Genetic Rough Draft: Editas and CRISPR

BY: SHAAN FYE, EDITOR-IN-CHIEF

Editas Medicine, one of many companies hoping to utilize the power of the CRISPR/Cas9 gene editing technology, has announced plans to file for a 100 million dollar IPO. The first company of its kind to go public, Editas underscores a broader shift toward a new paradigm for treating disease—one that alters the DNA itself to internally treat afflictions.

The Method

CRISPR is a naturally occurring defense mechanism against viral infections. Within a strand of DNA, CRISPR refers to copied DNA from previous viruses within the cell. By placing these strands into the organism’s DNA, it provides a template from which a Cas (CRISPR-associated protein) can build an RNA strand that replicates the DNA of the virus. From there, these enzymes, loaded with an RNA strand of the virus, can precisely latch onto invaders with the customized weapon. Once attached, the viral DNA is snipped, negating harmful effects.

This mechanism can be altered to edit individual genes in organisms as well. Using custom RNA pieces for the Cas9 protein, snips can be made at any individual location. Once cut, a new, modified DNA piece can be inserted as an attachment back to where the old DNA used to be. An MIT video explains more below:

The Economics

Editas hopes to capture the surrounding buzz of this newly discovered process—barely three years old—to capitalize its future endeavors in gene editing technology. The company, still a year away from the commencement of its first clinical trial, will not have a product on the market for the foreseeable future. The risk is acknowledged in its IPO filing, in which Editas admits, “It will be many years, if ever, before we have a product candidate ready for commercialization.”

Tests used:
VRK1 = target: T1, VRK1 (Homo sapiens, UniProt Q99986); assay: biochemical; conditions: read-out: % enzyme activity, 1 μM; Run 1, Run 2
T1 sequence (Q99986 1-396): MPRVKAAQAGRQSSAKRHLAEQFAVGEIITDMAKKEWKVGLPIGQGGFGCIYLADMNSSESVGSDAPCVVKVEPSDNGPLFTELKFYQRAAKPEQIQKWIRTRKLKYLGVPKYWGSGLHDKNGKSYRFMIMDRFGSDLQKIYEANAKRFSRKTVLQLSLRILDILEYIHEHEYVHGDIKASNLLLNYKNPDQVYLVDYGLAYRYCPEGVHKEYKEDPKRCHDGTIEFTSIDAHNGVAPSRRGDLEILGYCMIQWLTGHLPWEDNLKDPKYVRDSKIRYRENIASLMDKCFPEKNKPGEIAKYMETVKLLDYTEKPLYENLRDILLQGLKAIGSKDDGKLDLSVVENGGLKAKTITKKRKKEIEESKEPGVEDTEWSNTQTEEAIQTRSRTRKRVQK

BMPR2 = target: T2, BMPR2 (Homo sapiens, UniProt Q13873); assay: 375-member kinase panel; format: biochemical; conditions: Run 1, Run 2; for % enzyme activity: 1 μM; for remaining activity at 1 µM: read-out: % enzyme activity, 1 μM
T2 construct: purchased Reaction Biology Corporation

The competition Editas faces is fierce. The patent behind the company is currently being disputed between researchers at Berkeley and the Broad Institute. If the patent of the Broad Institute researcher, Feng Zheng, is overturned and awarded to Berkeley, it spells an almost certain doom for Editas, which relies on Zheng’s patent as the basis of its valuation. Other companies, like Crispr Therapeutics, Intellia Therapeutics, and the Berkeley scientist Jennifer Doudna’s Caribou Biosciences, are all competing to essentially offer the same delivery system to patients.

Like other news-capturing industries—medical marijuana, 3d printing, and more—genome editing companies rely on the scientific hype to justify their valuations. With no positive cash flow and nonexistent revenue streams, there is almost no way to justify buying into the IPO. While men like Bill Gates and Vinod Khosla can afford to throw a several million dollars at fledgling companies that may turn out to be revolutionary, the general public is unable to absorb the inherent risk.

This isn’t to say CRISPR as a method of genome editing is a bad idea. A good technology is not necessarily a good investment, something ringing true for Mannkind investors right now. And when the technology hasn’t been demonstrated in humans yet, it is important to be cautious in determining future revenue or market impact. Of course, gene editing offers an entirely new approach to eradicating illness from the inside out, but the individual companies racing to raise new rounds of funding and scheduling IPOs rely on contested patents and brilliant scientists.

Any “edits” on the genetics of this article? Want to talk to Shaan? Leave a comment below or email him at shaan@atlasbusinessjournal.org